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MOVIE REVIEW (Drama)
Tristan and Isolde
James Franco, Sophia Myles, Rufus Sewell

The Official Site
Soundtrack and book available at Amazon.com

Label: Kevin Reynolds, Dean Georgaris Released: 11/12/2005


It is the Dark Ages and England finds itself struggling with famine and war. Ravaged by centuries of Roman and other occupations, poverty and despair are a part of life. The threat of attack from neighboring Ireland is a daily reality for many tribes on the western coast of England. It is during one of the many Irish ambushes that a young Tristan is left orphaned. Lord Marke (Rufus Sewell) and his men take the boy in and he is raised as a knight of the household of neighboring castle D'or.

Years later, Tristan (James Franco), now a young man, witnesses the capture and kidnapping of subjects from the village at D'or and embarks on a dangerous retrieval mission with his fellow knights. During the ambush, he is wounded by a poison-laced sword brandished by a fearsome Irish warrior. He falls into a coma and is thought dead.

His soldier's funeral sends him adrift in a boat and he washes up on the shore of Ireland. Isolde (Sophia Myles), who is, unbeknownst to Tristan, daughter of the Irish king, discovers and secretly nurses him back to health. Tristan responds to Isolde's tender care with love and the two people become enraptured in a passionate affair. Under threat of discovery, he is, however, forced to return to England.

Meanwhile, the Irish king agrees to a truce between the tribes and offers the hand of his daughter in marriage as a token of good will. Lord Marke receives Isolde as his wife, leaving Tristan to long for a woman he cannot have. Will their desires overcome them and spell doom for the fragile peace between the two warring peoples?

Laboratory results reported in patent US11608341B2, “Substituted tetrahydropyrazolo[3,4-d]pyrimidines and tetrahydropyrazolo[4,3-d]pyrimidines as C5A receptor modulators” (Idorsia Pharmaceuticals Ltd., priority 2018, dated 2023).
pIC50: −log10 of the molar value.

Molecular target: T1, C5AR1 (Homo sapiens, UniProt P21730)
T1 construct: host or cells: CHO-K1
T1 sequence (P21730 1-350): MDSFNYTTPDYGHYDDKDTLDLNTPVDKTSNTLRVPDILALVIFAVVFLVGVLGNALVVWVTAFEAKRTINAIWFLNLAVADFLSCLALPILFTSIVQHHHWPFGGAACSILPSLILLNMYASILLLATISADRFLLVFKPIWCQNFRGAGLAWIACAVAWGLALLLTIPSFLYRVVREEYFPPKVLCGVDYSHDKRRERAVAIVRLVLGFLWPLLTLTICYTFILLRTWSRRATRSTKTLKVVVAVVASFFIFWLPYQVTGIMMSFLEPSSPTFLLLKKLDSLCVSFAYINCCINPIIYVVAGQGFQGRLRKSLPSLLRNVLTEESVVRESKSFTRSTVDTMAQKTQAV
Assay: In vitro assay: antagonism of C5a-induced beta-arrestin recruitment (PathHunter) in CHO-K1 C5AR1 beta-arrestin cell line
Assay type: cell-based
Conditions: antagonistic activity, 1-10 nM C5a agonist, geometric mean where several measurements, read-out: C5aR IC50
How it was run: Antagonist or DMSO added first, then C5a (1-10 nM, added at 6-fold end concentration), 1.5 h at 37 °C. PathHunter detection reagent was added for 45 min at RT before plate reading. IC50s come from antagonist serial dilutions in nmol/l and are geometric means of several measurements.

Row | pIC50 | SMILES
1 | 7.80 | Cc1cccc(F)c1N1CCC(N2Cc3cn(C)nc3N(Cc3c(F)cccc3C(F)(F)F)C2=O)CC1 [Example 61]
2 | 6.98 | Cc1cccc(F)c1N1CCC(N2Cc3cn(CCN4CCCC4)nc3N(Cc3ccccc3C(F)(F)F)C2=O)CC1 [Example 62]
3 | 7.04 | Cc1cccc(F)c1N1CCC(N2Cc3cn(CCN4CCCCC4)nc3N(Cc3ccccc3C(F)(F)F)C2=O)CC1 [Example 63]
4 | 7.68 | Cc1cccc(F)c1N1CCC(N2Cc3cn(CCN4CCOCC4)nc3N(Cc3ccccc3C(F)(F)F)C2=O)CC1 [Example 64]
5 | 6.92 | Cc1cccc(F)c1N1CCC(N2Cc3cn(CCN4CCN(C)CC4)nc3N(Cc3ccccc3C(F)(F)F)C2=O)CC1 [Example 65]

This is a refreshingly grounded interpretation of the ancient legend of the two doomed young lovers. As legends often do, this one has been known to boast embellishments such as magic potions, wizards and sorcery and magic love spells. Fortunately, this is a somewhat more conceivable interpretation, as the two lovers are merely on opposite sides of the front, which prevents them from from being together without causing upheaval.

Duty is of high priority to each of their individual stations in life. Isolde, as the daughter of a king, must obey the will of her father, and Tristan is bound by honor to his master as well. Appropriately gritty and spare, the reality of the environment at the time is well executed and the battle scenes are quite enthralling. This is a romance that will tug at your heart without too much sap. See it.

Natalie Baginski Email WWW

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